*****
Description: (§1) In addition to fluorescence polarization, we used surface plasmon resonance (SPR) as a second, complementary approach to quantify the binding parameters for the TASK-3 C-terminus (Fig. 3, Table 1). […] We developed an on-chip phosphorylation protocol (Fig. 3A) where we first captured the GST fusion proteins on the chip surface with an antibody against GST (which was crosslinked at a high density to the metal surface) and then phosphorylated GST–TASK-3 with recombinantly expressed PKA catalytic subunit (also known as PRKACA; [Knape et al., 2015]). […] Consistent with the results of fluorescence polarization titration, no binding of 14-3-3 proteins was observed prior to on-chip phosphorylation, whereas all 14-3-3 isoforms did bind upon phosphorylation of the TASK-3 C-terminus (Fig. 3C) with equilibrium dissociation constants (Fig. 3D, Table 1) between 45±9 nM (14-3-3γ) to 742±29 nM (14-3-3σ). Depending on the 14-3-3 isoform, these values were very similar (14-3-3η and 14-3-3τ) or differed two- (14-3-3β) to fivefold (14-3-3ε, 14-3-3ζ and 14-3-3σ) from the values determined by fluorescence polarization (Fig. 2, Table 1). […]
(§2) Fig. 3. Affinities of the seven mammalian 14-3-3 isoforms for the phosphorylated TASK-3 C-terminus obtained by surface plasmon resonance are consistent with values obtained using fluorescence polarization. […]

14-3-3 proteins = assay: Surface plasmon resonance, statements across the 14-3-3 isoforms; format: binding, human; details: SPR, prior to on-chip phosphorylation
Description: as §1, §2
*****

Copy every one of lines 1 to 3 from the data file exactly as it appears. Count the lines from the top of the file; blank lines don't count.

Description: (§1) In addition to fluorescence polarization, we used surface plasmon resonance (SPR) as a second, complementary approach to quantify the binding parameters for the TASK-3 C-terminus (Fig. 3, Table 1). […] We developed an on-chip phosphorylation protocol (Fig. 3A) where we first captured the GST fusion proteins on the chip surface with an antibody against GST (which was crosslinked at a high density to the metal surface) and then phosphorylated GST–TASK-3 with recombinantly expressed PKA catalytic subunit (also known as PRKACA; [Knape et al., 2015]). […] Consistent with the results of fluorescence polarization titration, no binding of 14-3-3 proteins was observed prior to on-chip phosphorylation, whereas all 14-3-3 isoforms did bind upon phosphorylation of the TASK-3 C-terminus (Fig. 3C) with equilibrium dissociation constants (Fig. 3D, Table 1) between 45±9 nM (14-3-3γ) to 742±29 nM (14-3-3σ). Depending on the 14-3-3 isoform, these values were very similar (14-3-3η and 14-3-3τ) or differed two- (14-3-3β) to fivefold (14-3-3ε, 14-3-3ζ and 14-3-3σ) from the values determined by fluorescence polarization (Fig. 2, Table 1). […]
(§2) Fig. 3. Affinities of the seven mammalian 14-3-3 isoforms for the phosphorylated TASK-3 C-terminus obtained by surface plasmon resonance are consistent with values obtained using fluorescence polarization. […]

14-3-3 proteins = assay: Surface plasmon resonance, statements across the 14-3-3 isoforms; format: binding, human; details: SPR, prior to on-chip phosphorylation